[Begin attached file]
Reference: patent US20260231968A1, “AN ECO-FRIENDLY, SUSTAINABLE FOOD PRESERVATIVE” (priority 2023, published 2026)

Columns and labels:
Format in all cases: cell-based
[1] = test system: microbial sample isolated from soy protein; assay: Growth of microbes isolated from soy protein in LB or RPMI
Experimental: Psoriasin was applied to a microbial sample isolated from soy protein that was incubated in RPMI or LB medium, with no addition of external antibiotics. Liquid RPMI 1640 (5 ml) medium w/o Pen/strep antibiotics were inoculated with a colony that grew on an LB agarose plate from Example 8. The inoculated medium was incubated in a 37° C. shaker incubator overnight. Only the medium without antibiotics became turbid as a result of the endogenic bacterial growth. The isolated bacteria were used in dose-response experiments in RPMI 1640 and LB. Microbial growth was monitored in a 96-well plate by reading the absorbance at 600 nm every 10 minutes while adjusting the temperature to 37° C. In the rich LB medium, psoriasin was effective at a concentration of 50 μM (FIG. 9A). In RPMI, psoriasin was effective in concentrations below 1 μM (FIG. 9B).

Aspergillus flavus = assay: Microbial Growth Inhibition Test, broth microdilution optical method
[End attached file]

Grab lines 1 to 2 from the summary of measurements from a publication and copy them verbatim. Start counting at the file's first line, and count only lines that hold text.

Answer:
Reference: patent US20260231968A1, “AN ECO-FRIENDLY, SUSTAINABLE FOOD PRESERVATIVE” (priority 2023, published 2026)

Columns and labels: